One of the reasons that the Islamic family works is because of its clearly defined structure, where each member of the household knows his or her role. The Prophet Muhammad, may the mercy and blessings of God be upon him, said:
“Each of you is a shepherd, and all of you are responsible for your flocks.” (Saheeh Al-Bukhari, Saheeh Muslim)
The father is the shepherd over his family, protecting them, providing for them, and striving to be their role model and guide in his capacity as head of the household. The mother is the shepherd over the house, guarding it and engendering in it the wholesome, loving environment that is necessary for a happy and healthy family life. She is also the one who is primarily responsible for the children’s guidance and education. Were it not for the fact that one of the parents assumed the leadership role, then inevitably there would be perpetual disputation and fighting, leading to family breakdown – just as there would be in any organization which lacked any single hierarchical authority.
“God puts forth a similitude: a (servant) man belonging to many partners, disputing with one another, and a man belonging entirely to one master. Are those two equal in comparison? All the praises and thanks be to God! But most of them know not.” (Quran 39:29)
It is only logical that the one who is naturally the physically and emotionally stronger of the two parents is made head of the household: the male.
“…And they (women) have rights (over their husbands) similar (to the rights of their husbands) over them – according to what is equitable. But men have a degree (of responsibility, etc.) over them…” (Quran 2:228)
As for the children, the fruits of their parents love, Islam lays down comprehensive morals enjoining parental responsibility and the child’s reciprocal dutifulness to its parents.
“And treat your parents with kindness. If one or both of them attain old age in your care, never say to them a word (suggesting) disgust, nor reproach them, but address them with reverent speech. And humble yourself out of mercy before them, and pray: ‘My Lord! Be merciful to them for having cared for me in my childhood.’” (Quran 17:23-4)
Obviously, if the parents fail to inculcate the fear of God within their children from an early age because they are themselves heedless, then they cannot expect to see righteous gratitude returned to them. Hence, God’s severe warning in His Book:
“O you who believe! Ward off from yourselves and your families a Fire (Hell) whose fuel is men and stones.” (Quran 66:6)
If the parents do indeed strive to raise their children upon righteousness, then, as the Prophet said:
“When the son of Adam dies, all his actions have ceased except [three, a continuing charity, beneficial knowledge and] a righteous child who prays for their parent.” (Saheeh Al-Bukhari, Saheeh Muslim)
Regardless of how the parents raise their children, and irrespective of their own religion (or lack, thereof), the obedience and reverence that a Muslim son or daughter is required to show them is second only to the obedience due to the Creator Himself. Thus His reminder:
“And (remember) when We took a covenant from the Children of Israel, (saying): ‘Worship none but God and be dutiful and good to parents, and to kindred, and to orphans and to the poor, and speak good to people, and perform the prayer, and give the alms.’” (Quran 2:83)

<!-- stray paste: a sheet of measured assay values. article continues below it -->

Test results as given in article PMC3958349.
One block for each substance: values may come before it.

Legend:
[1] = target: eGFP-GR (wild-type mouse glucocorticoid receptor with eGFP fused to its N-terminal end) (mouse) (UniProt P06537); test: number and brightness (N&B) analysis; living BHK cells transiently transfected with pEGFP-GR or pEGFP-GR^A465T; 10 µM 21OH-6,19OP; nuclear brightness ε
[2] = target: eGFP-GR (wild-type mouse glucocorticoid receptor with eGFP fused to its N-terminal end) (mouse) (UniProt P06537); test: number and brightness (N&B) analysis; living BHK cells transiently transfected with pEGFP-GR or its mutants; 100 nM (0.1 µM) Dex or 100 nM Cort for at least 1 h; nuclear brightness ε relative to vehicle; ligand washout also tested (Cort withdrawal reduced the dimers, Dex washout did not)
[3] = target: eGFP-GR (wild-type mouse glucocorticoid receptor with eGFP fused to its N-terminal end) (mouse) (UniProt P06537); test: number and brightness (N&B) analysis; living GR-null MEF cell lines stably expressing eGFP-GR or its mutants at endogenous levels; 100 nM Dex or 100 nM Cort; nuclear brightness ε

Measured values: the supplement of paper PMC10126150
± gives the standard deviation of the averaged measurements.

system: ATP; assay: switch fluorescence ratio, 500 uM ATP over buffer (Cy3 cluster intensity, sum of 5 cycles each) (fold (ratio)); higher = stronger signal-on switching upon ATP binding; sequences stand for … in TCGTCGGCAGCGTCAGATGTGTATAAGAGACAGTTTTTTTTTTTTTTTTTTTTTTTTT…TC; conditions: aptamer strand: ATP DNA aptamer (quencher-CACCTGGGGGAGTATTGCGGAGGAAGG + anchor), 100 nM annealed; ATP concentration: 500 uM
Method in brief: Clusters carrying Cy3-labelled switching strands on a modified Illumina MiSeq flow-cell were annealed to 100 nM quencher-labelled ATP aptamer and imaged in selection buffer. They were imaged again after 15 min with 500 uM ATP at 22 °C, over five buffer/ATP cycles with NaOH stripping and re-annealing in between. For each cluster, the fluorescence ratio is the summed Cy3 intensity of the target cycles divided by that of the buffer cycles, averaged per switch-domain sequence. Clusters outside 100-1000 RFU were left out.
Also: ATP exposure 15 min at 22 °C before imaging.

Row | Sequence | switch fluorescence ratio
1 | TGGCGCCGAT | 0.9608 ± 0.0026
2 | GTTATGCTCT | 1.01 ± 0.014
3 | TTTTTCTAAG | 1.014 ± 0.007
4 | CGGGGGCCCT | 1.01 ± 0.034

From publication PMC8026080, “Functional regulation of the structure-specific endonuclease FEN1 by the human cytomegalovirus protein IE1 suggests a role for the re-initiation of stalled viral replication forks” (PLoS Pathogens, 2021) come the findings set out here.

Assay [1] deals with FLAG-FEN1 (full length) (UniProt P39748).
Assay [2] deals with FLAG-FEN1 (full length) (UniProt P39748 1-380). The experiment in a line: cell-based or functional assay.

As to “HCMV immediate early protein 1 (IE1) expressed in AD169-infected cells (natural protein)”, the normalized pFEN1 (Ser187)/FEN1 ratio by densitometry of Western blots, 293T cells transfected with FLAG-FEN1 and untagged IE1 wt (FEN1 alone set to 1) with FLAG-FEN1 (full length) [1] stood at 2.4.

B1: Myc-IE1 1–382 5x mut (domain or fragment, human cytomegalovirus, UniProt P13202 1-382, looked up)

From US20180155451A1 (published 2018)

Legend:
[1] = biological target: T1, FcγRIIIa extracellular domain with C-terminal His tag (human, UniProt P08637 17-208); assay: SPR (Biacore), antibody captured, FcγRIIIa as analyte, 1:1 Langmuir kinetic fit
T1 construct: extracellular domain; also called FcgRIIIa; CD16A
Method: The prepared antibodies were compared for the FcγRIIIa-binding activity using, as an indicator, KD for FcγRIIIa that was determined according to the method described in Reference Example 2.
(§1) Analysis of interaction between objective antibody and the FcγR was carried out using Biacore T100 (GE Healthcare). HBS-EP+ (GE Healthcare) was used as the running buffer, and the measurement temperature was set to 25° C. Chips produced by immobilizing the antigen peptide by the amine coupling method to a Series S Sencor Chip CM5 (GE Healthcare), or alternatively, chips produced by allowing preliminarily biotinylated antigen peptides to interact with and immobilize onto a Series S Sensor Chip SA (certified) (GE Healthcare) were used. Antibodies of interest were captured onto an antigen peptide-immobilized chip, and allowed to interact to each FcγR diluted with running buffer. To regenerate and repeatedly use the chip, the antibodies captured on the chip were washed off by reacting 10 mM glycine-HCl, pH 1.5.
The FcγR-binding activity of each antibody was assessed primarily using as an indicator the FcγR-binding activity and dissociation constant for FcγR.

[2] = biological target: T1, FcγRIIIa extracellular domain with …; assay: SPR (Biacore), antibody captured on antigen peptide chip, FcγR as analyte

In fact, it is quite common to hear of elderly non-Muslims converting to Islam as a result of the increased care and dutifulness their children gave them following their (i.e. the children’s) becoming Muslims.
“Say (O Muhammad): ‘Come, I will recite what your Lord has prohibited you from: Join not anything in worship with Him; be good and dutiful to your parents; kill not your children because of poverty – We provide sustenance for you and for them…’” (Quran 6:151)
While the child is obliged to show obedience to both parents, Islam singles out the mother as being the one deserving the lion’s share of loving gratitude and kindness. When the Prophet Muhammad was asked, “O Messenger of God! Who from amongst mankind warrants the best companionship from me?” he replied: “Your mother.” The man asked: “Then who?” The Prophet said: “Your mother.” The man asked: “Then who?” The Prophet repeated: “Your mother.” Again, the man asked: ‘Then who?’ The Prophet finally said: “(Then) your father.”(Saheeh al-Bukhari and Saheeh Muslim.)
There exists in Islam a general principle that states that what is good for one is good for another. Or, in the words of the Prophet:
“None of you truly believes until he loves for his (believing) brother what he loves for himself.” (Saheeh Al-Bukhari, Saheeh Muslim)
As could be expected, this principle finds its greatest expression in a Muslim family, the nucleus of the Islamic society. Nevertheless, the dutifulness of the child to its parents is, in truth, extended to all the elders of the community. The mercy and concern that the parents have for their children is likewise extended to all the young ones. Actually, it is not as if the Muslim has a choice in such matters. After all, the Prophet did say:
Is it any wonder, then, that so many people, raised as non-Muslims, find what they are looking for, what they have always believed to have been good and true, in the religion of Islam? A religion where they are immediately and warmly welcomed as members of one loving family.
“Righteousness is not that you turn your faces to the east and the west. But righteous is the one who believes in God, the Last Day, the Angels, the Scripture and the Prophets; who gives his wealth, in spite of love for it, to kinsfolk, orphans, the poor, the wayfarer, to those who ask, and to set slaves free. And (righteous are) those who pray, pay alms, honor their agreements, and are patient in (times of) poverty, ailment and during conflict. Such are the people of truth. And they are the God-Fearing.” (Quran 2:17)